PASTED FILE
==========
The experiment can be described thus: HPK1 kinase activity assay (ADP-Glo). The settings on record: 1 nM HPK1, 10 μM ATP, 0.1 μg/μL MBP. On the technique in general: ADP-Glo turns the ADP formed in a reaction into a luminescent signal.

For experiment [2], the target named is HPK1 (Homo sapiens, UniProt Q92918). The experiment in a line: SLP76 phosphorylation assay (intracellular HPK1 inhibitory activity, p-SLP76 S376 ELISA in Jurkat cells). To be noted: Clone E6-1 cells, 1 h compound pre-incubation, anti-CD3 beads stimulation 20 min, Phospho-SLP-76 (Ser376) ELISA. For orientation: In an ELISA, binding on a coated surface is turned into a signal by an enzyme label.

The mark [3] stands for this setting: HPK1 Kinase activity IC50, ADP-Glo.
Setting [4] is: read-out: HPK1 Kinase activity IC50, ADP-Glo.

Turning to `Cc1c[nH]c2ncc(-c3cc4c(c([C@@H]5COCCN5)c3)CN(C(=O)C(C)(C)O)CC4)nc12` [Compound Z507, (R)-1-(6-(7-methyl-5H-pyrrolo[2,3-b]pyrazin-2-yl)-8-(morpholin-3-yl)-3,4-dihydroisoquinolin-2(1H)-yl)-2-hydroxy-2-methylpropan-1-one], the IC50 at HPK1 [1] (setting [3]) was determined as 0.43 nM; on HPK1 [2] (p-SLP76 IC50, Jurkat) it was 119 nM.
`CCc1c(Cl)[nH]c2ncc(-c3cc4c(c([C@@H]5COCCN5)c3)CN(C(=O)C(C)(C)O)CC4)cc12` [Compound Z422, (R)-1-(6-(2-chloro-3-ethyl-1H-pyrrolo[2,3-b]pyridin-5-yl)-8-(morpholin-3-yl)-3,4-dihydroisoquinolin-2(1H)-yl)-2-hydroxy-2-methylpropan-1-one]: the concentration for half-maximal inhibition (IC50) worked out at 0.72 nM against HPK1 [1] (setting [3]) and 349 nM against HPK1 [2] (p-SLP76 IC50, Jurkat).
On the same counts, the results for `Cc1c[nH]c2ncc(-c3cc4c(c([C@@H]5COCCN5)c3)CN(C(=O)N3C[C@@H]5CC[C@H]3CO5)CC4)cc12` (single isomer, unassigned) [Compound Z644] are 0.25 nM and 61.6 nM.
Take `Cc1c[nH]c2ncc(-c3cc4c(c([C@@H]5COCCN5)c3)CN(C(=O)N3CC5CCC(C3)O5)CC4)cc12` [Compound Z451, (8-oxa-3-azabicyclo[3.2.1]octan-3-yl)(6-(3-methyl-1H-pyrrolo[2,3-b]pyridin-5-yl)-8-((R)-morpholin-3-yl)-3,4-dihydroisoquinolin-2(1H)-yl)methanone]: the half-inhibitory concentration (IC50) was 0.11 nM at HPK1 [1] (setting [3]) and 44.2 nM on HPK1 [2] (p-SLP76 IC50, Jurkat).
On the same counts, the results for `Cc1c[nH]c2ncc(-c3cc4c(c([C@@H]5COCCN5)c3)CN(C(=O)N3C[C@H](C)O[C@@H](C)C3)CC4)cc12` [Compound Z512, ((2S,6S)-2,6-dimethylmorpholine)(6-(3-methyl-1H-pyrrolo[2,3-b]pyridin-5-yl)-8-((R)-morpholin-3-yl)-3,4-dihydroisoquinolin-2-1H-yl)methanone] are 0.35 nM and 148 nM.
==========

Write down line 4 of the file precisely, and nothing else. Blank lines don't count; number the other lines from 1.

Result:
Setting [4] is: read-out: HPK1 Kinase activity IC50, ADP-Glo.